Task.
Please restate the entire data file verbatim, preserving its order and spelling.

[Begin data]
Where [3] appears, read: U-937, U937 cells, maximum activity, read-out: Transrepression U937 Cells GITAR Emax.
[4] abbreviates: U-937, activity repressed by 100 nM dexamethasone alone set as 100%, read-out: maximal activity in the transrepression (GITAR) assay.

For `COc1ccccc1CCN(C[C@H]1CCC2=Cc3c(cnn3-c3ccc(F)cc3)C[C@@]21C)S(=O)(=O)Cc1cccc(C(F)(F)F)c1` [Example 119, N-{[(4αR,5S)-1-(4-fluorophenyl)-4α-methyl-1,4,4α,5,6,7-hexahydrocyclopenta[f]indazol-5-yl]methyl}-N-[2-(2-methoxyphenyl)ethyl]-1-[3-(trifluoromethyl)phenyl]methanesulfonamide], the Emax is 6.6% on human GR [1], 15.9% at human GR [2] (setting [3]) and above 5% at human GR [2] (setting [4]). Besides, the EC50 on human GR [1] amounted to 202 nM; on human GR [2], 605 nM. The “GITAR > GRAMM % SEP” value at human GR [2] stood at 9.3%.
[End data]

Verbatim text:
Where [3] appears, read: U-937, U937 cells, maximum activity, read-out: Transrepression U937 Cells GITAR Emax.
[4] abbreviates: U-937, activity repressed by 100 nM dexamethasone alone set as 100%, read-out: maximal activity in the transrepression (GITAR) assay.

For `COc1ccccc1CCN(C[C@H]1CCC2=Cc3c(cnn3-c3ccc(F)cc3)C[C@@]21C)S(=O)(=O)Cc1cccc(C(F)(F)F)c1` [Example 119, N-{[(4αR,5S)-1-(4-fluorophenyl)-4α-methyl-1,4,4α,5,6,7-hexahydrocyclopenta[f]indazol-5-yl]methyl}-N-[2-(2-methoxyphenyl)ethyl]-1-[3-(trifluoromethyl)phenyl]methanesulfonamide], the Emax is 6.6% on human GR [1], 15.9% at human GR [2] (setting [3]) and above 5% at human GR [2] (setting [4]). Besides, the EC50 on human GR [1] amounted to 202 nM; on human GR [2], 605 nM. The “GITAR > GRAMM % SEP” value at human GR [2] stood at 9.3%.